This page is dedicated to veterinarians and other healthcare professionals. 

Just like for anyone else we highly recommend doctors deeply learn about stress and how to overcome it with our combat of wellness system. Although it may sound funny for us to educate doctors on stress or fight or flight, their mastery of it will be limited to it as a biological standpoint with less application to wellness, and each subset of our lives.

While we are honored to have consulted with Quantico agents and ranking members of the United Nations, but this is a whole other world of challenge we hope to help with. Please check out the sub pages of this section for additional resources, including a welcome letter for your clients that acknowledges them as part of the team but also sets professional boundaries and expectations you can refer them to should they act up. In addition to a coming calculator for oncology M2ed rates and more. We're here for you. 

Doctors have been hit particularly hard, especially in recent times. Generally speaking, their suicide rate is twice that of the rest of the population at 40 per 100,000.  The Washington Post has a great article HERE.

Not One More Vet Inc is a company that's 100% designed to be there for our struggling vets Nationwide. We could go on but you get the point. 

A large part of their struggles is naturally from the stress of their patients lives in their hands.

With 'Covid anger' on the rise many clients will also project all of their own pain, venom and hatred at the very ones fighting to save their lives.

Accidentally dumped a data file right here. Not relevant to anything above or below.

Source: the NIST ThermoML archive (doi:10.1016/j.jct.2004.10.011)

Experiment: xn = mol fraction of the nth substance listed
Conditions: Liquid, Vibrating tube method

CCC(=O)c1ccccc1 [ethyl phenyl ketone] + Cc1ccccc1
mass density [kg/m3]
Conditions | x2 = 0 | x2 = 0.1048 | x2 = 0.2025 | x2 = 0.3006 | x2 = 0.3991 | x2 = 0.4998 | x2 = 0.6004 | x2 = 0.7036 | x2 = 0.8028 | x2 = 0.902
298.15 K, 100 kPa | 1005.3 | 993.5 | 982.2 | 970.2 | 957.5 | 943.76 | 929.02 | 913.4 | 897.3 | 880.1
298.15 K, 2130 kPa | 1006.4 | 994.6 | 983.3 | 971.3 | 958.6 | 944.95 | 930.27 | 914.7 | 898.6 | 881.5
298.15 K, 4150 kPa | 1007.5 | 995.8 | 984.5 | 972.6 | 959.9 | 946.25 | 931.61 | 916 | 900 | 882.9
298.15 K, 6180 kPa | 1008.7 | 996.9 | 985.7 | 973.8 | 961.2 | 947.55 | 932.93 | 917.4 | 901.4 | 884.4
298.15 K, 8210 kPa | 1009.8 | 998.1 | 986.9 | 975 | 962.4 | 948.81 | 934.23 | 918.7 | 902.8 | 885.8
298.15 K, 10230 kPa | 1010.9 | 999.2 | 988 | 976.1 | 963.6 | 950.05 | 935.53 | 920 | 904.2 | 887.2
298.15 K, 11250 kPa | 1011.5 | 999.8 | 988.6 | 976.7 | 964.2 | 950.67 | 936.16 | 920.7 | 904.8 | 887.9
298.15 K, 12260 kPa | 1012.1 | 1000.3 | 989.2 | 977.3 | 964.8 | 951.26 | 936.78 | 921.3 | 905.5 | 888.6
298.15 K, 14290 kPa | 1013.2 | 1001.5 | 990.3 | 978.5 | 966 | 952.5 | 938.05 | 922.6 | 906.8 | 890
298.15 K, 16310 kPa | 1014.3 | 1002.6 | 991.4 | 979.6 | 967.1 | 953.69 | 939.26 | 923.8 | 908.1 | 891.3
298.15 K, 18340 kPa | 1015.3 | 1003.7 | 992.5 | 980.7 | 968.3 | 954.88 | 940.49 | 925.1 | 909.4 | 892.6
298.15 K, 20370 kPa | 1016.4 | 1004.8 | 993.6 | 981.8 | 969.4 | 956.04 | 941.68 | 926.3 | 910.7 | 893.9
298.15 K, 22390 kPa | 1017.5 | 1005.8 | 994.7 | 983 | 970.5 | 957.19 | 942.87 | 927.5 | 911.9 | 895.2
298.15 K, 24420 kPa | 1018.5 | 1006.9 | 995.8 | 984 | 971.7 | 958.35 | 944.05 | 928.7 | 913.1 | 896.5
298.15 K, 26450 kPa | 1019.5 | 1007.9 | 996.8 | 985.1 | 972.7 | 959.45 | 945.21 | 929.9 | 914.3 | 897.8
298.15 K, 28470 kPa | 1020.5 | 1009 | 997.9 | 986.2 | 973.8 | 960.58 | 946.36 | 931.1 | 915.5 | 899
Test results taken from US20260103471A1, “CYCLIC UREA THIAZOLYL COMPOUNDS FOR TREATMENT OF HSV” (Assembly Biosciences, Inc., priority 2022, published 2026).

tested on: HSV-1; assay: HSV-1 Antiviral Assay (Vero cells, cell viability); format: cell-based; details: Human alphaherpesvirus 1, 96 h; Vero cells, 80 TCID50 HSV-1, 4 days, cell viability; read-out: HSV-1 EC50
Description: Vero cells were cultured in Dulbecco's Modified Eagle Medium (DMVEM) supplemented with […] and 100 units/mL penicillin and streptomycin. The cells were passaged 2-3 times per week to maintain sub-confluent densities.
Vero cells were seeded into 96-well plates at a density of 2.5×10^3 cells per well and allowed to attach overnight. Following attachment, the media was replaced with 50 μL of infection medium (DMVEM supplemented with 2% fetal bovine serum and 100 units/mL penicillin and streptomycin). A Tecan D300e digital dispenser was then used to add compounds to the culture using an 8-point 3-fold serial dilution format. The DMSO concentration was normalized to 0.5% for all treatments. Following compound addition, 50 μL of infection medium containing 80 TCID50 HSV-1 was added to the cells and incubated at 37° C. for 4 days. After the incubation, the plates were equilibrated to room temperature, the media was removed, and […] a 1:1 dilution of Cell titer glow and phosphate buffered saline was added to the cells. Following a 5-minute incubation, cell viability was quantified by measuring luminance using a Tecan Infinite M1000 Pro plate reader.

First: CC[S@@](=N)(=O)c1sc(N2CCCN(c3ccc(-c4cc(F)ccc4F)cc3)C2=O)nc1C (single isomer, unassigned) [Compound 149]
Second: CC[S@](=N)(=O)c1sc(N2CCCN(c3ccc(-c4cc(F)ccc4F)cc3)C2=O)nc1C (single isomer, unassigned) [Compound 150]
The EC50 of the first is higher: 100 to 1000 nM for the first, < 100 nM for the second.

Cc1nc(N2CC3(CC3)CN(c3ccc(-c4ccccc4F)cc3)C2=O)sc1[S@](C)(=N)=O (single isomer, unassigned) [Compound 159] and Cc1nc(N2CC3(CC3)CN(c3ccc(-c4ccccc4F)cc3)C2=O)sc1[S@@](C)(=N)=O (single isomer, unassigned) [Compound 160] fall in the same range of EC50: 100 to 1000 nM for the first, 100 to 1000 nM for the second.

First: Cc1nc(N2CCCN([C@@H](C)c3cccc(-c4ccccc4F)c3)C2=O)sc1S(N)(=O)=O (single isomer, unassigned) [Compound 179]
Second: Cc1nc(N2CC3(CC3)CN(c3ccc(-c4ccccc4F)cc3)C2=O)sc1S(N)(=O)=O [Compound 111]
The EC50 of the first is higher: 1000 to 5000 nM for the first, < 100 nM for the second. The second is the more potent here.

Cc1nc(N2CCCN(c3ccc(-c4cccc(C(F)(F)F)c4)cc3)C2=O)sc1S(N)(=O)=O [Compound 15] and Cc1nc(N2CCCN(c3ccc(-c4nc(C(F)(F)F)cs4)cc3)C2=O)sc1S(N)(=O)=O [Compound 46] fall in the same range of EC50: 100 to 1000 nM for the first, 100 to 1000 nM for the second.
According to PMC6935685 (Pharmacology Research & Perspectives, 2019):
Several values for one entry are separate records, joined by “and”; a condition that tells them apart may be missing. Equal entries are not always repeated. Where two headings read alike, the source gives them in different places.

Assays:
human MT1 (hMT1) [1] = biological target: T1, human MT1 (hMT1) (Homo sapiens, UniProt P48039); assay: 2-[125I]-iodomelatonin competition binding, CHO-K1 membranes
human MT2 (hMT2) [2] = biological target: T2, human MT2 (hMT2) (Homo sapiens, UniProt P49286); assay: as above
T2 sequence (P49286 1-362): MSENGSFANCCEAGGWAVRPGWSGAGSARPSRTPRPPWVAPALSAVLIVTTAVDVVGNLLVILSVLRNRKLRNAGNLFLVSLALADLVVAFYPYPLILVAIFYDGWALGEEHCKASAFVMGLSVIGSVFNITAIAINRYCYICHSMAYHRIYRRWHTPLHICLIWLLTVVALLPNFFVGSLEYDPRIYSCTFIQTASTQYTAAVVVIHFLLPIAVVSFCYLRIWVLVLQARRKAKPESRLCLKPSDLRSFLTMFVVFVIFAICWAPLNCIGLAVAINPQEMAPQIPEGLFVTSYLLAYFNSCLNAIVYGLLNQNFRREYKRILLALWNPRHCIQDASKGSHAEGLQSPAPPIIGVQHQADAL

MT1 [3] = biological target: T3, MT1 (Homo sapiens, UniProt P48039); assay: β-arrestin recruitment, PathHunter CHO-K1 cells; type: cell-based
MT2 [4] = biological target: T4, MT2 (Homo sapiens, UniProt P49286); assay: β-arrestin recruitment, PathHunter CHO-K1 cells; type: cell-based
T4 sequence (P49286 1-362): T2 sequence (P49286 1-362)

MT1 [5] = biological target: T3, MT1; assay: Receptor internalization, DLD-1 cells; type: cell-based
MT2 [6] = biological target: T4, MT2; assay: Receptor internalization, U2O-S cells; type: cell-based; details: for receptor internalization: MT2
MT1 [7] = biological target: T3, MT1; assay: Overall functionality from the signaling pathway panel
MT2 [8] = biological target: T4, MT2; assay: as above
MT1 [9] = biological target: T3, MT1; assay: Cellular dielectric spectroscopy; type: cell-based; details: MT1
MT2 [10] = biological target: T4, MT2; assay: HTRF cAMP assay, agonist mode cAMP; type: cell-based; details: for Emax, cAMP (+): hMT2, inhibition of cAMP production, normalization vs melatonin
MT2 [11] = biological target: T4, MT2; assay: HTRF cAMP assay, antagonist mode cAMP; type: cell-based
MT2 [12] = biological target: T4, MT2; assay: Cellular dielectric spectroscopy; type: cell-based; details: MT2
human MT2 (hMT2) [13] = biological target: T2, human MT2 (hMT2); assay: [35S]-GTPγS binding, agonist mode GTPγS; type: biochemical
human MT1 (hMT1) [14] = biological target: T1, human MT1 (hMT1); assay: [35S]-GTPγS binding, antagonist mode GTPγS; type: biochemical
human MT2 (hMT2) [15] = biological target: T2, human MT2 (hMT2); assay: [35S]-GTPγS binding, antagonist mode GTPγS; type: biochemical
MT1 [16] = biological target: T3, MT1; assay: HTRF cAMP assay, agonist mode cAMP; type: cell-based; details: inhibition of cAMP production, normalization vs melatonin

Yet possibly up to 80% of their stress is from completely unnecessary sources.  

A large problem is directly due to illusionists who are unable to really produce much work, and so instead spend a majority of their time on illusions to make themselves appear more useful than they actually are, while also working to make the hard workers appear to be a bit of a liability. The crazy part is that they will actually usually convince the hard workers that there is something wrong with them, that they are negatively affecting the team, and once we believe something, we tend to become it. This isn't because they are evil or anything but because they simply were never trained on how to properly do their job. Part of the reason for that is a large percentage of managers in corporate America don't truly know what training is or is able to do. 

According to a recent survey by, 58% of managers admitted they had zero training on how to manage. Zero. As far as the other 42% what 'training' they may have had has traditionally fallen on the side of 'leadership,' based more on the study of how to push people to get more done, then true team building, which is based on how to help people become more, resulting in their ability to produce more with less drama, liability, stress and burnout. A carrot and stick approach, or even more traditionally, just the stick. Versus simply giving the staff the training the need in order to better support doctors and carry their own weight. 

For starters, managers should check out our crash course in management, as that's literally the main elements needed to increase profits and lower unnecessary costs to lawsuits, turn over, workers comp and so on. Because the truth is that doctors can be pushed to literal death without properly trained techs or nurses working under them, no workload limits, no pre-triage efforts to help ensure that patients they are seeing actually need their treatment and so on. 

It turns out that the actions that best lead to profits also lead to better team morale. It's ok for corporations to be selfish. Just don't pull a 'Fukashima' and pinch pennies that costs you and the world countless riches more, or actual lives.